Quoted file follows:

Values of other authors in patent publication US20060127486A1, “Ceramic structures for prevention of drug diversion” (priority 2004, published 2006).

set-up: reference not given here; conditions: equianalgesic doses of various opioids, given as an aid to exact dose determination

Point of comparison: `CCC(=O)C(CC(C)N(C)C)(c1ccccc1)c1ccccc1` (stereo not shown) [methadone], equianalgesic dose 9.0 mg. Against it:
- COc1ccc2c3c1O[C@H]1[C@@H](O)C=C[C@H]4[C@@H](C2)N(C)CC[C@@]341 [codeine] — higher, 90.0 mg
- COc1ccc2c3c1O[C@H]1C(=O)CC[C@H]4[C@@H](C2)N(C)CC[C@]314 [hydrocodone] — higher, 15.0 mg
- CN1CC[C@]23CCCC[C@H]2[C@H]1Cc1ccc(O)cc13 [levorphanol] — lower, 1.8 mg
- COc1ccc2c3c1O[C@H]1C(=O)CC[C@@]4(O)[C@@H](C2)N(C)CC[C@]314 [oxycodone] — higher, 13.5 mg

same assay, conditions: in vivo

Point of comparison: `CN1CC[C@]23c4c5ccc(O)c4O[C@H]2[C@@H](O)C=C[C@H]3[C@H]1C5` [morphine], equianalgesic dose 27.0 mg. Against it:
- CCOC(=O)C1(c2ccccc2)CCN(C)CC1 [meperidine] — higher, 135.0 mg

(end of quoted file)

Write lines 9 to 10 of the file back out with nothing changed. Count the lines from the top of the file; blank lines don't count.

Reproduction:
Point of comparison: `CN1CC[C@]23c4c5ccc(O)c4O[C@H]2[C@@H](O)C=C[C@H]3[C@H]1C5` [morphine], equianalgesic dose 27.0 mg. Against it:
- CCOC(=O)C1(c2ccccc2)CCN(C)CC1 [meperidine] — higher, 135.0 mg